Are e-books killing paperback editions?

We are witnessing more and more readers nowadays who are shifting towards electronic devices. Likewise, real bookshops are becoming replaced by online digital libraries. Is this an ongoing process where the software takes place over the good old book? Or maybe we shall have more libraries and shelves prettily arranged again?

In any case, there seem to be advantages and disadvantage of both ways.

The spread of digital technology has changed many habits making life easier for the consumers. Booklovers are among those who have experienced the great impact of the digital era.

Once we were used to enjoying the fun of strolling through bookstores to find the favoured title and would spend hours going over the covers, turning the pages, looking for the publishers and ultimately affording only a few editions to pay for paperback or even more for a hardcover. Of course, if we are lucky, we may find the book we are looking for as a used copy which is less expensive.

Also, lending and borrowing is always a convenient way for printed books, not to speak of the leisure of spending the day in a library, surrounded by the tranquility of the area.

Most of all, many of us are proud showing visitors to our homes the sacred place where we keep the colourful front pages with some amazing titles. In particular if we are the owners of some old books in their first edition.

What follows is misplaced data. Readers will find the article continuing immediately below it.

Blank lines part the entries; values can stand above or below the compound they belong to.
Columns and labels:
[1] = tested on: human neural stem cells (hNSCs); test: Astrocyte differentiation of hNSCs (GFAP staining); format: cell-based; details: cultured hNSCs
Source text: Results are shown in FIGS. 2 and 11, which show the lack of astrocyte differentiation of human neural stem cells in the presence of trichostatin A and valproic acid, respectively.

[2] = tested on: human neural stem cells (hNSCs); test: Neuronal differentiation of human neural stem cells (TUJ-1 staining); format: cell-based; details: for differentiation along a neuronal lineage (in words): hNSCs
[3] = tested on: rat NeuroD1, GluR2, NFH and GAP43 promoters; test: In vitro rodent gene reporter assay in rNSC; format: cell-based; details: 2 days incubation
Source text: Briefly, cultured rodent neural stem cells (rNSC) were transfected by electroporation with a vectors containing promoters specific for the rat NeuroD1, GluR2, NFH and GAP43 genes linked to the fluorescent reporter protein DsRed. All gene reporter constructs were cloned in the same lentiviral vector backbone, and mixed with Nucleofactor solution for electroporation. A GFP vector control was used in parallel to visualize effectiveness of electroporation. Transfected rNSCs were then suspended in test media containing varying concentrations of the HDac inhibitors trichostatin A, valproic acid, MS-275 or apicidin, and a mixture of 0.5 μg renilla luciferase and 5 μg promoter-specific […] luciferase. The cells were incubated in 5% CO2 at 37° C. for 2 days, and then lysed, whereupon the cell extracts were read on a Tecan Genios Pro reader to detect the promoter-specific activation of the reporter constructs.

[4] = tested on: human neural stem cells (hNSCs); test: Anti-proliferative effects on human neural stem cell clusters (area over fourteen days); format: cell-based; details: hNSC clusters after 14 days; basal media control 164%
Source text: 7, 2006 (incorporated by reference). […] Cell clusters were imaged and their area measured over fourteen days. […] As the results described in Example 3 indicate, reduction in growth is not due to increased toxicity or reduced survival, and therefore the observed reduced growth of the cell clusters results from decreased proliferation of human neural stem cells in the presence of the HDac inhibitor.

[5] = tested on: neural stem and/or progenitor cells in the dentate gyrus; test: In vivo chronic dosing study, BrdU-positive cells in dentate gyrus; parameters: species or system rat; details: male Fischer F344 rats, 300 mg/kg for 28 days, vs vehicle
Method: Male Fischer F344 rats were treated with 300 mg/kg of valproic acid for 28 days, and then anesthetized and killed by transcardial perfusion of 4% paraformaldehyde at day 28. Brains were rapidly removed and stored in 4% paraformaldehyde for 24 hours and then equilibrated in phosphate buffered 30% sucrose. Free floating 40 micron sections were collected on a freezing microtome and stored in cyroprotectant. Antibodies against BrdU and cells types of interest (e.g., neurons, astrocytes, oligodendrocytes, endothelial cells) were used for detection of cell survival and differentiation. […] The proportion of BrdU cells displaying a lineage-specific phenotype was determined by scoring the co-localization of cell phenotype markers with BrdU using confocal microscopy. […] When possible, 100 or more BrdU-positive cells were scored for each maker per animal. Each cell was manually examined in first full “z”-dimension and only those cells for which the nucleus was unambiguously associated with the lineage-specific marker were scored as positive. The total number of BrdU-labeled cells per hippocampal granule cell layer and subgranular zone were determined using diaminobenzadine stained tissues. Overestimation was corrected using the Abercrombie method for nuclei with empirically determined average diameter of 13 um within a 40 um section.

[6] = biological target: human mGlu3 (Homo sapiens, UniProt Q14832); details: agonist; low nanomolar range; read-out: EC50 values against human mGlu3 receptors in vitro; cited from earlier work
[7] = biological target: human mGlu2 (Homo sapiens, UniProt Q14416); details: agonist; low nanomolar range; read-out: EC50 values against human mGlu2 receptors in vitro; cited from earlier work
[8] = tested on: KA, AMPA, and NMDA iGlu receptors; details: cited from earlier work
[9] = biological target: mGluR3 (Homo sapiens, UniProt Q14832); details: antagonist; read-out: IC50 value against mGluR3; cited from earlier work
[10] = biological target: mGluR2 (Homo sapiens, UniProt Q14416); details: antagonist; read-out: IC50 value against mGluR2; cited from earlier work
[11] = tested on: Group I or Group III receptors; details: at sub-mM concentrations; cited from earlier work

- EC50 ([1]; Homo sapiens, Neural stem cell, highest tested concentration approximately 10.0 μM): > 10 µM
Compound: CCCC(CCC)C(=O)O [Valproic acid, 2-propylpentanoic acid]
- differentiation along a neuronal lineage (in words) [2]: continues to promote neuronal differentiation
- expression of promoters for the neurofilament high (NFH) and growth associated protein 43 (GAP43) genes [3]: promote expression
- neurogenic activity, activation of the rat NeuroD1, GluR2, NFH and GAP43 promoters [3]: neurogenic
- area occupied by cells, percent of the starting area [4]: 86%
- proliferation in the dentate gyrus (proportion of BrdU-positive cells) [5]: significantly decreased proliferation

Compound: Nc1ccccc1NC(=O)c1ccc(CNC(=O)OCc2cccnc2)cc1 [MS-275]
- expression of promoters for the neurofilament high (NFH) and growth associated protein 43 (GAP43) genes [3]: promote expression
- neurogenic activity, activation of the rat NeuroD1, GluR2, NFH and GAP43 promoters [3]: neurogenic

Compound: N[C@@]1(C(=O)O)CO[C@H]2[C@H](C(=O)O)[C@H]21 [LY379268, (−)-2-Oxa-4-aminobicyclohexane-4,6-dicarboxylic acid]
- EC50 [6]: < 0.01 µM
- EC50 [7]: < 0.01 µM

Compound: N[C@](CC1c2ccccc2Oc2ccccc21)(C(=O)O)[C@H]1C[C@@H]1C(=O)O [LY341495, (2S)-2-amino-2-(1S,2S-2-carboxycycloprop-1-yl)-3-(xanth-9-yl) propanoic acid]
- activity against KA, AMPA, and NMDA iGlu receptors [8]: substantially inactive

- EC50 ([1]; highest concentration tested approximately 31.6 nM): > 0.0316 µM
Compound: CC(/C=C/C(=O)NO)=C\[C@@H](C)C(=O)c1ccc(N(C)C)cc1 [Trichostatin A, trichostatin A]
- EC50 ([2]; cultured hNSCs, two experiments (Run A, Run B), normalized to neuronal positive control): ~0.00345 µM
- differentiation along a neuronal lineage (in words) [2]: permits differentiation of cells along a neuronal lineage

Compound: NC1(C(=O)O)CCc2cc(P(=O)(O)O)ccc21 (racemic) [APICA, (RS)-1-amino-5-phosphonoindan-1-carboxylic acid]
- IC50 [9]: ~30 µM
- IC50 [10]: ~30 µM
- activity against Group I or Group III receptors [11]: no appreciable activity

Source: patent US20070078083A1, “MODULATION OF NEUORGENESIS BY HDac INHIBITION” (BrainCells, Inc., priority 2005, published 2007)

On the other hand, when it comes to digital versions we have the advantage of carrying around thousands of pages on one device. Kindles have become frequently seen in almost every place, from stations to cafes.

We do not spend much time going to get a book, we find it more comfortable to just sit on the computer and order it in a few minutes. There is also an access to a lot of other information this way as we are able to see recommended links with references as well as the option of having other media in an e-book like sounds or videos. For example, if you read a scientific book and you come up with a new word, you may have a hyperlink directing you to a dictionary.

Moreover, you can easily search a passage by using various functions digital editions offer. One of them is the `put my finger` which helps you to scroll over the text and flip back to a certain place.

Above all, there are a number of possibilities to get a virtual version of a book as there are many websites offering free download of books in PDF formats. This may refer to copyright protection and the allowance of literary works. Copyright may have a limited time of duration and the author may agree to give permission their book to enter the public domain. When this happens the book is available on the Internet and can be downloaded.

No matter which opportunity people choose, we can say as long as they read it does not matter how they do it. Though the question is how much we really absorb of what we have read. It has been a long enough time to sum up the results and bring some conclusions. Until then, it is a choice of preference whether we use the paper or an e-reader.

In any case, this is an interesting topic to talk about in a Spanish conversation class.

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